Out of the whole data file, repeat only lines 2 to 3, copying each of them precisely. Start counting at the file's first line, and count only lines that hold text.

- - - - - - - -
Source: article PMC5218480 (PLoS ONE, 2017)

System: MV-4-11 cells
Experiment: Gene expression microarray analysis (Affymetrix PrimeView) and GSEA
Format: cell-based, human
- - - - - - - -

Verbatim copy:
System: MV-4-11 cells
Experiment: Gene expression microarray analysis (Affymetrix PrimeView) and GSEA